Hemorrhoidal disease is a common presentation at surgical outpatient clinics; estimated worldwide prevalence is between 2.9%and27.9% (1). Its management is associated with significant healthcare related costs (2). Hemorrhoidal disease can be classified as internal or external, depending on the site of origin in relation to the dentate line. Internal hemorrhoids are further sub-classified from grade 1 to 4, depending on degree of prolapse and ease of reduction (3,4).

Laser energy is a novel technique that in increasing use in benign anal conditions (5). Probes are used to produce short, high-energy pulses of light that are transformed into heat energy when absorbed by surrounding tissues. Clinically, de-arterialization may be done with or without mucopexy, or with the use of Doppler assistance. When compared with laser hemorrhoidoplasty and other treatment modalities, conventional hemorrhoidectomy is associated with increased operative time, postoperative pain and duration of hospital stay (6, 7). Data are scarce on outcomes and complications following laser use in management of symptomatic hemorrhoids in Africa.  We present our early experiences with LHP at a teaching hospital and compare its outcomes with the standard of care.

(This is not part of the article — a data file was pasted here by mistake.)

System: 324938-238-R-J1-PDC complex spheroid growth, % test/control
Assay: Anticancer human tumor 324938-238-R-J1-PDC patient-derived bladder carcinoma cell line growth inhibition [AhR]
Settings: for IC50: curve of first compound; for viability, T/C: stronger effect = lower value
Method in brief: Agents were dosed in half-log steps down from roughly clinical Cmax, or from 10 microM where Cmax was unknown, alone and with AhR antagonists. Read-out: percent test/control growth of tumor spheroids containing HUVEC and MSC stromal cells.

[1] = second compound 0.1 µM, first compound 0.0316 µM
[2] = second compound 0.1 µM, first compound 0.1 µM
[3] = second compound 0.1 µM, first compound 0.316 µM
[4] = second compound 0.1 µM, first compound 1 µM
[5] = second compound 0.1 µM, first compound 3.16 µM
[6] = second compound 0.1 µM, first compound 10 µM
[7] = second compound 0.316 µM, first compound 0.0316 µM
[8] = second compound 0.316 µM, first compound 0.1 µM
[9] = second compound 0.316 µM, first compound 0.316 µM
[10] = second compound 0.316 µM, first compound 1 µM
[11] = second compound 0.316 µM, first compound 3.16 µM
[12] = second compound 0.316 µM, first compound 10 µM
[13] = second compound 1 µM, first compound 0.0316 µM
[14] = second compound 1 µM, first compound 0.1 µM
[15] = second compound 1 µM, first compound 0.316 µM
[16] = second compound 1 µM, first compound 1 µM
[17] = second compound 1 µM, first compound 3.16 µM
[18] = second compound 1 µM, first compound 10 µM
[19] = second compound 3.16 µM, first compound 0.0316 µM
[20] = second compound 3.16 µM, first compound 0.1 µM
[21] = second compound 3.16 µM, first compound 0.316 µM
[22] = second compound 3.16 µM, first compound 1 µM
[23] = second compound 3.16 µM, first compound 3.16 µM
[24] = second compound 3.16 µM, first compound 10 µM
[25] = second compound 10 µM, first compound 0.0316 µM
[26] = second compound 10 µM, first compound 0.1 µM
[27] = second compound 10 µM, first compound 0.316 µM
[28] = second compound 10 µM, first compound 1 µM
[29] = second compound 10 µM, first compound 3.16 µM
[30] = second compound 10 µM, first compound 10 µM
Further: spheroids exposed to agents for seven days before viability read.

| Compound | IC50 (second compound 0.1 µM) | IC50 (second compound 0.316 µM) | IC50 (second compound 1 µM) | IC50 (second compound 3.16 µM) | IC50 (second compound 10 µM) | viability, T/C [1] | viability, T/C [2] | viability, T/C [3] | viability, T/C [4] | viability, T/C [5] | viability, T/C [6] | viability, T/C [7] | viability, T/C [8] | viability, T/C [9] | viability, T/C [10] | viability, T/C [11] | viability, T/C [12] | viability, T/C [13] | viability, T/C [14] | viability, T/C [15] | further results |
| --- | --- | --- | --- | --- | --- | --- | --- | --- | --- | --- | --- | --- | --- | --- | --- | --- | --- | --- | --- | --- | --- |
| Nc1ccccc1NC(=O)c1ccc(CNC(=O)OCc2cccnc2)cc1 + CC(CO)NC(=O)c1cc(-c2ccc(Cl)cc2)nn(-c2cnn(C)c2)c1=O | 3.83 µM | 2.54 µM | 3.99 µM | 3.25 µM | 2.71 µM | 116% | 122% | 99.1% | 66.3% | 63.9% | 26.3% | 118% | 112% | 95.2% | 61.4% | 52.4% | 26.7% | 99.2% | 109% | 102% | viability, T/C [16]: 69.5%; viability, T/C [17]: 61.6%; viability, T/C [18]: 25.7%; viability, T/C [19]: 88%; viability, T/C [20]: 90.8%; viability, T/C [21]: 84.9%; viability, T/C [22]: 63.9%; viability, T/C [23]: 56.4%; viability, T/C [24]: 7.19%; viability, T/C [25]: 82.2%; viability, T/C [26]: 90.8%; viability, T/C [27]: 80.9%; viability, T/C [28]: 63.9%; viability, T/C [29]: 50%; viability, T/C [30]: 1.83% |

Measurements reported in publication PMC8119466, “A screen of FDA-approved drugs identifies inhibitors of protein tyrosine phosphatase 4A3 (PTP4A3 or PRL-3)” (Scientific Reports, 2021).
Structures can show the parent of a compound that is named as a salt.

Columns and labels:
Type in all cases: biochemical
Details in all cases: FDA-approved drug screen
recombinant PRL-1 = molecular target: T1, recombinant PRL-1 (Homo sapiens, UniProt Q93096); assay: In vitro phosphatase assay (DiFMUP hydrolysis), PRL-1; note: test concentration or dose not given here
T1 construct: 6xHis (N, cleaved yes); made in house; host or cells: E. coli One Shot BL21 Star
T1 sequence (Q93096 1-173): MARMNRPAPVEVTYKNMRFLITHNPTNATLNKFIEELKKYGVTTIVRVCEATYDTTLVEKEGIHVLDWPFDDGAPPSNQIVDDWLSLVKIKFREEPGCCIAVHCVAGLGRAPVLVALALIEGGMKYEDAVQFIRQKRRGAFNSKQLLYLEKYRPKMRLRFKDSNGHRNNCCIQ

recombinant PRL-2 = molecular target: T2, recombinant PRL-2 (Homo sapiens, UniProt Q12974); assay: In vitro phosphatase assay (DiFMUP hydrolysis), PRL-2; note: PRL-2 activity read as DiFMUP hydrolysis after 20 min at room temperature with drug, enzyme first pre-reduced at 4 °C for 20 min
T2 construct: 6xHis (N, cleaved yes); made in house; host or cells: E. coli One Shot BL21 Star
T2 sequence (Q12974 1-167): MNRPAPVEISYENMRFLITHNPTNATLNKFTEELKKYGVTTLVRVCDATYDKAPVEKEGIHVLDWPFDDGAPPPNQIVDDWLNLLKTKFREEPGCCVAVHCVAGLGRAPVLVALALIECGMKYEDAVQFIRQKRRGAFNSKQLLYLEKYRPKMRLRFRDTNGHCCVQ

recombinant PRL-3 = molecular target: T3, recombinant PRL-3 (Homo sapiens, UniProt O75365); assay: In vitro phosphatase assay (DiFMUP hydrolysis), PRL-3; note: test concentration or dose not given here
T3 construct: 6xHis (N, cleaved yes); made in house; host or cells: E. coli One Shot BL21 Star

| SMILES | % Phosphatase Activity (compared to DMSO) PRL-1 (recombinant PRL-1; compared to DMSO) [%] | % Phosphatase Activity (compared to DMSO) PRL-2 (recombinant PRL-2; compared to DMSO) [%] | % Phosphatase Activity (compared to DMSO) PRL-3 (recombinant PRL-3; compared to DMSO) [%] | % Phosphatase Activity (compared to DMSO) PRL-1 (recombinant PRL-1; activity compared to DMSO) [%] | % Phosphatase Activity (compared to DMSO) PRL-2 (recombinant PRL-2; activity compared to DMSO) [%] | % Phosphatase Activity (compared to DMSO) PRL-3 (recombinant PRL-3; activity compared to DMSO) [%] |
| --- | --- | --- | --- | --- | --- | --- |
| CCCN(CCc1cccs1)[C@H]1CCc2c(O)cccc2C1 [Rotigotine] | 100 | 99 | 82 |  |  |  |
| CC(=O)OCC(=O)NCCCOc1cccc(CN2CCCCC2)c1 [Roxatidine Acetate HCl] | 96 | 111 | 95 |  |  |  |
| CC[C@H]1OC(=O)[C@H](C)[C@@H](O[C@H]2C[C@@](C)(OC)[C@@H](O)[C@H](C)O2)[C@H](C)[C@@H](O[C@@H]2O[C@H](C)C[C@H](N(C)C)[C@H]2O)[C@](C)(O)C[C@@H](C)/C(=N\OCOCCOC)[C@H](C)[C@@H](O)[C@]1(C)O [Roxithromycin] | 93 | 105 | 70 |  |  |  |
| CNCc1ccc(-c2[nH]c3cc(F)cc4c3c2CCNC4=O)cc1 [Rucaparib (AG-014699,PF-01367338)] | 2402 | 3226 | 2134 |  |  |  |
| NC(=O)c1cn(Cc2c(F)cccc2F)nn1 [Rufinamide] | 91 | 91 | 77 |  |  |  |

Materials and Methods

This is a retrospective single center observational study of 21 consecutive patients who underwent laser haemorrhoidoplasty under one surgeon from 2015 to 2018. We compared their outcomes with 15 patients who underwent open hemorrhoidectomy over the same period. Patients were evaluated at the clinic and booked for surgery if symptoms were refractory to conservative treatment. Both surgical options were offered pre-operatively and informed consent obtained. Intra-operatively, patients were placed in lithotomy position and examined under anesthesia to confirm columns involved and degree of severity based on Goligher’s classification.

Patients undergoing laser hemorrhoidoplasty had a mucosal incision made at the distal end of the hemorrhoid and a size 980nm laser scope inserted into the submucosal space and advanced to the base of the hemorrhoid. Pulsed boluses of energy at 15 watts were released with confirmation of blanching of the hemorrhoidal tissue, up to a total of 1200 watts. Where indicated, a mucopexy was done. The patients received a pudendal nerve block after the procedure.